*. H. G. Wells’ The Invisible Man has proven to be one of the most plastic figures in pop culture. He (or sometimes she) has been capable of being played as villain (even monster), victim, and figure of fun. More recently he’s become more of a comic-book character, with invisibility being a super power. In short, he’s culturally adaptable.
*. This final point leads in to the story of this movie’s development. It was originally planned as being part of Universal’s Dark Universe series, with Johnny Depp playing the Invisible Man. That idea got scrapped along with the rest of the Dark Universe when The Mummy didn’t pan out. Instead Jason Blum got interested and the film became more like another product in the house style of American horror. Or Blumhouse style, more accurately.
*. That style is something I’ve talked about before, and its put on full display here by Leigh Whannell, whose directorial debut had been Insidious: Chapter 3. Since the invisible man this time out is, for most intents and purposes, a ghost, the movie plays the same way as many of the ghost stories of this period (Paranormal Activity, Insidious, The Conjuring/Annabelle, etc.). Lots of slow pans, long shots held on nothing, and a use of the frame to suggest some presence either off to one side or lurking behind the protagonist.
*. Whannell was well aware of this, mentioning on the DVD commentary how there are “a lot of shots in this movie of nothing,” or negative space. He also talks of “weaponizing an audience’s knowledge of movies against them,” which is to say playing with expectations that the genre naturally raises.
*. In all this we have a movie that feels a lot like a standard Blumhouse ghost story. It even has the low budget of most of their productions, coming in at a remarkable $7 million (and returning over $130 million in box office — even with a pandemic shutting cinemas down, practically guaranteeing a sequel). But there’s also a drift toward Universal’s original idea of something more like a comic book. Even the invisibility here is the result of a slimy tech billionaire (is there any other kind?) inventing a suit that looks like a superhero costume, in a lab that looks like Christopher Nolan’s version of the bat cave.
*. This part of the movie I found less interesting, though I guess on some level all genre filmmaking blends together. After all, Whannell’s Saw collaborator James Wan directed Aquaman. Whannell didn’t want to make a superhero movie here though and I think he plays the material better to his strengths.
*. I really enjoyed Whannell’s commentary. It’s one of the better recent ones I’ve listened to. Directors aren’t always that good talking about their own work (or just talking in general). Whannell is great though, up there with John Waters, Herschell Gordon Lewis, and Eli Roth.
*. I didn’t mind that the science was never explained very well, though Whannell does go into more depth on the commentary. I guess I sort of got the general principle involved in how the suit operated. What bothered me more was how that ginormous fancy house was just sitting empty for so long after Adrian’s death. I assume Adrian’s brother was in charge of the upkeep and feeding the dog, but that still seemed really strange to me.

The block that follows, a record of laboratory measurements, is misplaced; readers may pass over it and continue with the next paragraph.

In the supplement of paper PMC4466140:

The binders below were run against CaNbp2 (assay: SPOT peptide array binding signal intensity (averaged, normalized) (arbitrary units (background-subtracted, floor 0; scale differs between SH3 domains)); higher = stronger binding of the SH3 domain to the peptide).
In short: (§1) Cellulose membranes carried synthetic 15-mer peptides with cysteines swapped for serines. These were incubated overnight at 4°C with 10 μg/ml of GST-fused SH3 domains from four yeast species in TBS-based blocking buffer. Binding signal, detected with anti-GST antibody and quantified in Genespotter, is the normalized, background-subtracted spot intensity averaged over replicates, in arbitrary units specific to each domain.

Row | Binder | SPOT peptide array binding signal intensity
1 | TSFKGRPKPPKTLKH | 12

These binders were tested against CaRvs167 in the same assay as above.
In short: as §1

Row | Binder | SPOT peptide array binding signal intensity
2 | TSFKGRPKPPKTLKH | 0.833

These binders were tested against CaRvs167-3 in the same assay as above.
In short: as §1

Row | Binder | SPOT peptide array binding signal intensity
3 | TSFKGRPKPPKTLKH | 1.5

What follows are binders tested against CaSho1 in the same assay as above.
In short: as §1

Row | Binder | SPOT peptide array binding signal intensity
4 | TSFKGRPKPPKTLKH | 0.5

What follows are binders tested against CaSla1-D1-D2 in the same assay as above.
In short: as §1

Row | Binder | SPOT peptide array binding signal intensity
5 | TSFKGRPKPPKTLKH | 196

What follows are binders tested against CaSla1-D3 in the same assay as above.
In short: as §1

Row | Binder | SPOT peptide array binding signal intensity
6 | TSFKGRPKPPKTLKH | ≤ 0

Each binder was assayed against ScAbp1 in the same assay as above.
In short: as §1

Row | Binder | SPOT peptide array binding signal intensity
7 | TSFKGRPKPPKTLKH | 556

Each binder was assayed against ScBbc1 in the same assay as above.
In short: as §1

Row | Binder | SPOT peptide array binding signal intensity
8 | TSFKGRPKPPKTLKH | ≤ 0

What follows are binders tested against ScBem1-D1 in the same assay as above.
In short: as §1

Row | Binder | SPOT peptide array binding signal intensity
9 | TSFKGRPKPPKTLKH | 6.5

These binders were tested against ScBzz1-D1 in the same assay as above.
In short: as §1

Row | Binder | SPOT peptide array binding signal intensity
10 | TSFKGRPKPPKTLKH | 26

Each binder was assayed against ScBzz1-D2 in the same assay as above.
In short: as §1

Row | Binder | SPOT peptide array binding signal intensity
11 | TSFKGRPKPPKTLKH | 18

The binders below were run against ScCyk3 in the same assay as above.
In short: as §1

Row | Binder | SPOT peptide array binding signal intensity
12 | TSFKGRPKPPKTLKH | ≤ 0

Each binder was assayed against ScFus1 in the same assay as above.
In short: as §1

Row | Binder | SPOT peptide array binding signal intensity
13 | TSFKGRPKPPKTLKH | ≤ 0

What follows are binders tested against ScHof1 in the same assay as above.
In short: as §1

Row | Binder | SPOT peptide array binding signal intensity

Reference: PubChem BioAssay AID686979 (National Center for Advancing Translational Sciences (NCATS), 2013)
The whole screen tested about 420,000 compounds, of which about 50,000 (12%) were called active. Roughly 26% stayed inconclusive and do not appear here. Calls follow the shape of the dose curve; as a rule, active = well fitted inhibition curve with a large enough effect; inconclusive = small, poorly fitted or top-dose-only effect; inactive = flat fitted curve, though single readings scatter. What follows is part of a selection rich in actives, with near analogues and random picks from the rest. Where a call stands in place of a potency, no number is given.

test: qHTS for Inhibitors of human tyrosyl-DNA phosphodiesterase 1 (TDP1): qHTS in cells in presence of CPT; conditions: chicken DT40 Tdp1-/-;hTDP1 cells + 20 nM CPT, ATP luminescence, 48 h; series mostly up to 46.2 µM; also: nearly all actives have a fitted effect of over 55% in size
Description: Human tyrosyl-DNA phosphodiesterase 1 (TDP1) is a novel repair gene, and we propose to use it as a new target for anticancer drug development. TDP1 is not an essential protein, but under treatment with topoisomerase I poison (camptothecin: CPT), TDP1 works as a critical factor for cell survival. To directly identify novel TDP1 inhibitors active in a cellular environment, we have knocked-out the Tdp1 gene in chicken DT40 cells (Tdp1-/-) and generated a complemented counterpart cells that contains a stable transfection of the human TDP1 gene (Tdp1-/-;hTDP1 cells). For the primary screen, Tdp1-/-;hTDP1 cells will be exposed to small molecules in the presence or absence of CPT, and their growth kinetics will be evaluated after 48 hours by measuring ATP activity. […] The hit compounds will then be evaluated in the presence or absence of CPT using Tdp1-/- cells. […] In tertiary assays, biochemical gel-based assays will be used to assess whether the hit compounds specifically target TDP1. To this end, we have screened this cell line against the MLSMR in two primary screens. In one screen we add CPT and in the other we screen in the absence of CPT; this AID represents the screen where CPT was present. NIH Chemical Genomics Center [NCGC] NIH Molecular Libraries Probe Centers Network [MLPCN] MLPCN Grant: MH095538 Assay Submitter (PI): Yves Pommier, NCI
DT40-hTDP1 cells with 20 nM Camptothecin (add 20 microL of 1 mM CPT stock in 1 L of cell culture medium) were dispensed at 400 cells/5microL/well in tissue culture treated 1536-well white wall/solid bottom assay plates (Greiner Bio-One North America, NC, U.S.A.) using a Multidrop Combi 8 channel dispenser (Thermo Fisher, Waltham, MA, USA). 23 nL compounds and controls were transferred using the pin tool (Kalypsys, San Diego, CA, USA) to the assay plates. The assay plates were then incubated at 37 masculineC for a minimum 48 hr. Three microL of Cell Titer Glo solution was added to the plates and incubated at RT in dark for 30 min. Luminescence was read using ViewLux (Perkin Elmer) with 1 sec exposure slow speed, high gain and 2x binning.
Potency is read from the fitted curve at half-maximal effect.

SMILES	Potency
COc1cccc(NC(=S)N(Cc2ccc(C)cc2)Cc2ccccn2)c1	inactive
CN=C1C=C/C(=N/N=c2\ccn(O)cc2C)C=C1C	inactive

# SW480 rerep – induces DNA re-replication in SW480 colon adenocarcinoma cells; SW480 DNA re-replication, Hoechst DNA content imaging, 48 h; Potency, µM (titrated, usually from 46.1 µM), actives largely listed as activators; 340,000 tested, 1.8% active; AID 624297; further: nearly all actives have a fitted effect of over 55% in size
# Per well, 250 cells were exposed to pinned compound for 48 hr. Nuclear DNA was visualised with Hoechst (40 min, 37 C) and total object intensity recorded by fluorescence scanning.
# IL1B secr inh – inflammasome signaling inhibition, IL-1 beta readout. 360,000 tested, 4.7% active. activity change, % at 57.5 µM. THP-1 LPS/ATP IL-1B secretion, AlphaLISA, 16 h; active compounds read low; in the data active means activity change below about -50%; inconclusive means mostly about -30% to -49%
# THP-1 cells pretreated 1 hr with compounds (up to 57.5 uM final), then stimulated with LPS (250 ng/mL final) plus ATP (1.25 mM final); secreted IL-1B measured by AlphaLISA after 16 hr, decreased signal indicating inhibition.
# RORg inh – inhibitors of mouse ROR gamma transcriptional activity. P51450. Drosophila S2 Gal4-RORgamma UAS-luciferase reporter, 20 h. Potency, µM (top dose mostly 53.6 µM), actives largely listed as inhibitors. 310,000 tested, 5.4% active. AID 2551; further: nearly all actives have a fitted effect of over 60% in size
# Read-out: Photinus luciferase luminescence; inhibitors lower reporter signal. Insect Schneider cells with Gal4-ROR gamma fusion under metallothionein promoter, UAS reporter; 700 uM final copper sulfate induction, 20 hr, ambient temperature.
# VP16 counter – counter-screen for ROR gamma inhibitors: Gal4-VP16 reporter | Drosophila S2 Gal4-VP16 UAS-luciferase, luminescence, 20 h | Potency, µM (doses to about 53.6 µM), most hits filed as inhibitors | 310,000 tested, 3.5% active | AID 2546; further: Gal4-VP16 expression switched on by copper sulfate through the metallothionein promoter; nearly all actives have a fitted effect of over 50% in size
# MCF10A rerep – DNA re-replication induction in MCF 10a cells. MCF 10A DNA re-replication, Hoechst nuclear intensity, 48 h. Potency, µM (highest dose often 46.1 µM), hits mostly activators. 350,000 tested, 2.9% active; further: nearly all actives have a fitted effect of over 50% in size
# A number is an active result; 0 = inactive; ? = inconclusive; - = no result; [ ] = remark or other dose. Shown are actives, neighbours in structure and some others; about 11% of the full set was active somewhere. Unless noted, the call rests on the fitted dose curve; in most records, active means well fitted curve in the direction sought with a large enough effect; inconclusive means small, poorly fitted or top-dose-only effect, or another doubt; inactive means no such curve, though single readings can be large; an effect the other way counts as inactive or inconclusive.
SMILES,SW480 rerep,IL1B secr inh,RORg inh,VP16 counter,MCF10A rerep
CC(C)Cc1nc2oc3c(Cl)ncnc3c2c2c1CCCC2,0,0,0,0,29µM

*. I also spent a lot of time wondering about how Adrian was staying so close to Cecilia in the hospital. He even stays locked up in her room with her? Would it be that hard for her to find him then? And how would he not be showing up on the hospital’s security cameras? It’s a “Secure Treatment Center” so that means they have cops with guns but no cameras?
*. In his defence, Whannell says there are no plot holes because everything made sense in his head, and if it doesn’t make sense to critics, “too fucking bad!” But he says that in a nice way.
*. There are various angles that play to current anxieties. There’s the theme of surveillance, from the cameras in Adrian’s pad (but not in the hospital) to the way he’s always watching or stalking Cecilia. There’s the gaslighting of the girl, which gives the movie the feel of Gone Girl with the genders reversed. And of course there’s the woman who fights back against her abusive partner. This is an invisible man movie that’s really not about invisibility or the man.
*. Given the nature of today’s gender politics this latter line is hard to play and win. Here’s Adrian Martin with one negative take: “The Invisible Man, like a bunch of current movies, opportunistically presents itself as a bold statement for the era of Me Too (blablabla) – a feminist revenge tale (dig that final, assertive, Handmaid’s Tale into-camera gaze), rising up against all obstacles, all systemic disbelief in the heroine’s experience! But, in doing so, it also – almost inevitably – wimps out on other levels. A horror film about an unseeable patriarchal monster that has no sexual violence (at all) in it: unbelievable! Weak as a story on its own, internal terms; and especially weak as a cultural gesture – too politically correct by half (for once, the silly ex-fad term seems to be the exactly right one).”
*. Fair? For me, this Invisible Man is a popcorn movie and I don’t think it was really trying to cash in on any political points. Gone Girl was a popcorn movie too, but perhaps a bit more cynical about these matters.
*. Judged on the popcorn scale I think it’s a success. It moves very well, which helps with the predictable story. The two-hour running time doesn’t drag. Elisabeth Moss is solid as the bedraggled heroine, even though it’s a one-note performance. No part of it is all that interesting, we’re talking genre filmmaking 101 here, but the combination of different elements work well together and Whannell shows that he knows what he’s doing.